The latest effort to legalize for-profit fantasy sports leagues in Texas appears to be dead.
State Rep. Richard Peña Raymond had proposed legislation that would designate fantasy sports as legal, skill-based games, in direct contradiction to an opinion handed down by Texas Attorney General Ken Paxton last year deeming fantasy sports illegal gambling.
With his own fantasy sports bills unable to gain traction, he succeeded in convincing House members to instruct the conference committee on Senate Bill 2065, which addresses state licensing issues, to include language from his House Bill 1457.
Ultimately, however, the fantasy sports legalization language in HB 1457 does not appear to have made it into SB 2065, with members of the conference committee evidently shrugging off the House instructions.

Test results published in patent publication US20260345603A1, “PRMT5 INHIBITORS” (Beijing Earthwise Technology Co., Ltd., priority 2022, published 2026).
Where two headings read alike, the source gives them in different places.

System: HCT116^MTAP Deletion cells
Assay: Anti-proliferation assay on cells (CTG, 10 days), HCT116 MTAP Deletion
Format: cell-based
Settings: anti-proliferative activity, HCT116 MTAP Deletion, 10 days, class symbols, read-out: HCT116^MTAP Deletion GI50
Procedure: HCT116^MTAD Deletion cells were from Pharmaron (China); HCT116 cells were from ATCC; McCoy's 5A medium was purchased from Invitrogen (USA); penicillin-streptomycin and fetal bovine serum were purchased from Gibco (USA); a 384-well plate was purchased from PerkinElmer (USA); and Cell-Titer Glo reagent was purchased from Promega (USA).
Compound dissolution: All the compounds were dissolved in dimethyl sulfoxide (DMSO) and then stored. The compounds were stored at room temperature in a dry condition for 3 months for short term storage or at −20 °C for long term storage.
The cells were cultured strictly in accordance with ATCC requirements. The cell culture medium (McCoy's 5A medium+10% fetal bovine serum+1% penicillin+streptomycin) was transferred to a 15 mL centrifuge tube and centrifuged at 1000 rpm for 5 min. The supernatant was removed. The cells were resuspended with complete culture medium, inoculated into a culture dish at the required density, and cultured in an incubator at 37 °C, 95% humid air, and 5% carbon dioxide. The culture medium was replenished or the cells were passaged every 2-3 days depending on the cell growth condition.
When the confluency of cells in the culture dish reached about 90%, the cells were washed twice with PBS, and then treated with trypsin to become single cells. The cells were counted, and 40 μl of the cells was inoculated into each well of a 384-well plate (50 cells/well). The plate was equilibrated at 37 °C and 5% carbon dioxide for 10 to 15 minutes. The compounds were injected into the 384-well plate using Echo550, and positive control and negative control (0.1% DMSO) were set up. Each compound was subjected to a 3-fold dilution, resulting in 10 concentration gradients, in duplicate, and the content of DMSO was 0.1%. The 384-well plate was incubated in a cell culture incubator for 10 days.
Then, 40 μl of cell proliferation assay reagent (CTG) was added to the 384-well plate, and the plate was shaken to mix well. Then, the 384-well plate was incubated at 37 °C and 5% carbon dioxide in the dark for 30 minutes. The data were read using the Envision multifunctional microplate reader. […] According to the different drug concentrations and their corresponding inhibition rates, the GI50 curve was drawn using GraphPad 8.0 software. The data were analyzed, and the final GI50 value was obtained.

Participants in daily fantasy sports contests pay an entry fee, create teams from a menu of professional or amateur athletes, and then compile points based on statistical performance, such as yards gained and touchdowns scored in football. Money is awarded to the owners of the top teams in the online games, which typically last one day to one week.